Teens and Alcohol Don’t Mix Well

By Jen Felegi –

Even though the drinking age is 21, many teens begin drinking much earlier – in high school, in fact.

SADD, an organization that focuses on information about underage drinking, said that three quarters of students consume alcohol by the end of high school.  Also, it’s usually more then just a sip they consume.  By eighth grade more than a third of students have consumed alcohol.

Although teens are informed in school about the risks of drinking alcohol, some would rather risk their health to be in the social crowd that enjoys drinking. Teens also know drinking alcohol is illegal but some take the chance that they won’t be arrested at a weekend party.

After talking with a handful of Penn Manor students who drink, all of them except one, said they beganat least two years earlier.

“I began drinking in eighth grade,” said one anonymous student.

Underage drinking. Photo courtesy of Granby Police Department Blog

Almost every student interviewed has drank or still does drink alcohol.  The students who still drink began in 10th grade or earlier on.  They said that their parents know they drink or believe they don’t drink very often.  One student said, “My mom buys me the alcohol,” when asked if their parents know.

Other students said, “They(aka parents) know.”

“Parents knew [I] drank, but didn’t mind,” said one student who stopped drinking recently.

Only one said, “I would say it’s not ok to drink.”  This student enjoys hanging out with friends and being social without the use of alcohol.  Never has the student even considered drinking at all.

Some teens that drink do it so they can fit in or be cool.  Others may drink to relieve stress or problems in life.  Getting drunk makes the person unaware of their surroundings.

According to familydoctor.org, you can become addicted to alcohol because it is a drug.  Teens may be surprised hearing that even one beer can slow down your reaction and confuse your thinking.  Driving requires concentration and coordination, but after a drink it is danger to get behind the wheel.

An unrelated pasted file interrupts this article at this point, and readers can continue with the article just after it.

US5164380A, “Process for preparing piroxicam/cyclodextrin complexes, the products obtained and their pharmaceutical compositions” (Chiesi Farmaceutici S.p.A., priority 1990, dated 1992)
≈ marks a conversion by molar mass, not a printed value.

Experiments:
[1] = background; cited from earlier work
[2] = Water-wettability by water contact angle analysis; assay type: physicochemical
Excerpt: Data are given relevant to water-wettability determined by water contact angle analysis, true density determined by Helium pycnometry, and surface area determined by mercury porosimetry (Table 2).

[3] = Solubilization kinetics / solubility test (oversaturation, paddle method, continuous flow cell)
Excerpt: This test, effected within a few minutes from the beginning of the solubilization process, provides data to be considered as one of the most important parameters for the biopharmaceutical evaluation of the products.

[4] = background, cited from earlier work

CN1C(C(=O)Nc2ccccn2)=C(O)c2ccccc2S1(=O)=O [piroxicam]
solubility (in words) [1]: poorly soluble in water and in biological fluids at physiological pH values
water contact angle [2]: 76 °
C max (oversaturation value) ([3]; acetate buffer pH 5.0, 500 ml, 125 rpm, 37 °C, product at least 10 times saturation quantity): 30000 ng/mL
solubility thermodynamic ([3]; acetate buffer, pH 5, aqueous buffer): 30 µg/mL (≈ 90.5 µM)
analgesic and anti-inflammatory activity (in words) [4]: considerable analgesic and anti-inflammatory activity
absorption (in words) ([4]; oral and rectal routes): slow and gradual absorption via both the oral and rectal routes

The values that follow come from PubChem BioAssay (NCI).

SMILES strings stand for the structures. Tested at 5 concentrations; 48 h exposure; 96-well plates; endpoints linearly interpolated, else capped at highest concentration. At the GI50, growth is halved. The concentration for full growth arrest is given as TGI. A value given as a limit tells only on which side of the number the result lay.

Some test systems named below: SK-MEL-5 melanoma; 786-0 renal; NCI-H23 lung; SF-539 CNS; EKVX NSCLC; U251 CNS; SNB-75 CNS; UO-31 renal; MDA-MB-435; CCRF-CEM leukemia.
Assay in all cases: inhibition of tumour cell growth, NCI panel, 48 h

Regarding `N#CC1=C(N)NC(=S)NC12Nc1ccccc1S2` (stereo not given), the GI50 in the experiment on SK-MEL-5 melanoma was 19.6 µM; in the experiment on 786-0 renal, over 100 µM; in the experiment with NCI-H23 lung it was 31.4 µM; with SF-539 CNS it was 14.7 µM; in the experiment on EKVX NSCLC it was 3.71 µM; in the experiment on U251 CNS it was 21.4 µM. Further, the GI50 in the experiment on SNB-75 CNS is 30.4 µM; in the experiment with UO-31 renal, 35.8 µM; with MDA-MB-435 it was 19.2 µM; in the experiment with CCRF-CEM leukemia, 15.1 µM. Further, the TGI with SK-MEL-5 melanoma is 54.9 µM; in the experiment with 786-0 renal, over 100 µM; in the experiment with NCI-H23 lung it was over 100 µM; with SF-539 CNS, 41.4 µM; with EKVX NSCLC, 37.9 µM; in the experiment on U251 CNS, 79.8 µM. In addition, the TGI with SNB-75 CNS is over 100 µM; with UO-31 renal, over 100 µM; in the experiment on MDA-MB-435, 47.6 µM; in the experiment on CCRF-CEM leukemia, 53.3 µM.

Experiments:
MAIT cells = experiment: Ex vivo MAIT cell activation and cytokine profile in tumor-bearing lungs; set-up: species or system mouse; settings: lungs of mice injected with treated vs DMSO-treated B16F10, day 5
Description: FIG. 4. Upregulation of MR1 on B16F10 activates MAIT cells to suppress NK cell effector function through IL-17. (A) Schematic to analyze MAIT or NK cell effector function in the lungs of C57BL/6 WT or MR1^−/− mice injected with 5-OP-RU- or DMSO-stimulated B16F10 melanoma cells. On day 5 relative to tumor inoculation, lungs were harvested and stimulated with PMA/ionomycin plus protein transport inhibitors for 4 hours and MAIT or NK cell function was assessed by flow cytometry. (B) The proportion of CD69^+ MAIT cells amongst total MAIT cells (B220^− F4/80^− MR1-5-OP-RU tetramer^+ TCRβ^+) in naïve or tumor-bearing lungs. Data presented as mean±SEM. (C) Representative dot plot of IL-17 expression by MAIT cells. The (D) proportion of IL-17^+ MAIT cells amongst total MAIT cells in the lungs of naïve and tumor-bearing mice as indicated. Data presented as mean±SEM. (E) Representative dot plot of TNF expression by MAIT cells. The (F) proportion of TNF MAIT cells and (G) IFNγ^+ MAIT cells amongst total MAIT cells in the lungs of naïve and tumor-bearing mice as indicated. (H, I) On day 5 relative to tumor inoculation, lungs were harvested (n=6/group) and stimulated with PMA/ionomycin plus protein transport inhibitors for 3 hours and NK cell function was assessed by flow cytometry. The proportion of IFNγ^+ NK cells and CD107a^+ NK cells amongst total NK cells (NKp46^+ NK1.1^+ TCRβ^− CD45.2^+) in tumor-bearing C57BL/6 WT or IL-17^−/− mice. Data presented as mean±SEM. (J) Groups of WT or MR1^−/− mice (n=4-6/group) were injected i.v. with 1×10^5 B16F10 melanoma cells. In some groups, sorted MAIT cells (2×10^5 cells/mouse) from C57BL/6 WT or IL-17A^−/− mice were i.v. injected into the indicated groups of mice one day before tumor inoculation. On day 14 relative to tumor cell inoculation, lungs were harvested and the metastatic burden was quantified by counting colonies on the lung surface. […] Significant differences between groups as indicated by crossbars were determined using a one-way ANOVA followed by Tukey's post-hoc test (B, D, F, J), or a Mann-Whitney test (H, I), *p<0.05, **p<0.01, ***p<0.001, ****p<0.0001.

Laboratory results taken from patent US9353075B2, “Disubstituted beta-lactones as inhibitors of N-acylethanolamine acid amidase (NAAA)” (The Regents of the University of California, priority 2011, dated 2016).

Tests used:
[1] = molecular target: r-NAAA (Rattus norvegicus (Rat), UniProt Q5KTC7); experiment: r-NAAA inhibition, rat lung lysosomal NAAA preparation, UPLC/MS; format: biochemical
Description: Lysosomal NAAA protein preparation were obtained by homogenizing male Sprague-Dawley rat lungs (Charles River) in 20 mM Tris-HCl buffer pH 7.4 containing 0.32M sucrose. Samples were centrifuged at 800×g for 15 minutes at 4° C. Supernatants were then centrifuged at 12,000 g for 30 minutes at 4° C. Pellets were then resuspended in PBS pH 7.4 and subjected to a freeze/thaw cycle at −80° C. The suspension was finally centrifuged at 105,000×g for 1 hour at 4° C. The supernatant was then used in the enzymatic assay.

“I did [drive] once, but it was an emergency,” said one student.

“I have a couple times,” admitted another student.

One anonymous student said, “I made bad decisions. All the problems it caused wasn’t worth it.”

Teens stop drinking when they make bad choices and begin realizing the effect partying has in their life.  Some teens are able to go out and have fun without caring what others think.

“It’s not hard to go to parties and not drink,” a student insisted.

“Drinking usually can make it hard to form genuine relationships and makes it very difficult to focus on other activities,”said one teen.

Many teens don’t care that drinking is illegal and neither do their parents.  They start young and are surrounded by others, the same age, doing the same activity.

A mother of a student in the high school always said to her child, “Remember you’re graduating this year and getting into college, make good choices.”

Comments

  1. D. J. Hanson says:

    Teenagers who report drinking alcohol with their parents are less likely than others to have either consumed alcohol or abused it in recent weeks according to a nation-wide study of over 6,200 teenagers in 242 communities across the U.S. The same findings have been corroborated in the U.K.

    http://www2.potsdam.edu/hansondj/YouthIssues/1098982193.html